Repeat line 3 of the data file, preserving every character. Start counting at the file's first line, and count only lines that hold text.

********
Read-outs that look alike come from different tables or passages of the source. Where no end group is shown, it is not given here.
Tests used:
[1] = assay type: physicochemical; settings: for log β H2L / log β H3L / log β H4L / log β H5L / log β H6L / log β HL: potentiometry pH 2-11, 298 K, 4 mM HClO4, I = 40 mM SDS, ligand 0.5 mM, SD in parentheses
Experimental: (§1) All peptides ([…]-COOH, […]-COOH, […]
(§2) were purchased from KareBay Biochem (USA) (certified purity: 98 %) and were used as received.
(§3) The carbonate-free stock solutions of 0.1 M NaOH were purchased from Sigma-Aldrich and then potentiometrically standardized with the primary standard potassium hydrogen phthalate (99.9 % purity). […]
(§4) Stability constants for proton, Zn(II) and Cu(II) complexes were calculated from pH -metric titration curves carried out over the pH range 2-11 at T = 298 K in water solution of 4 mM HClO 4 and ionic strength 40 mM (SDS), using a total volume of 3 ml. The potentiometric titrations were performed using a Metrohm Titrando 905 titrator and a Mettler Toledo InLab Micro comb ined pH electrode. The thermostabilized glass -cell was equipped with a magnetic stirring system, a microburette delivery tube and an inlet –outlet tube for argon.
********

[1] = assay type: physicochemical; settings: for log β H2L / log β H3L / log β H4L / log β H5L / log β H6L / log β HL: potentiometry pH 2-11, 298 K, 4 mM HClO4, I = 40 mM SDS, ligand 0.5 mM, SD in parentheses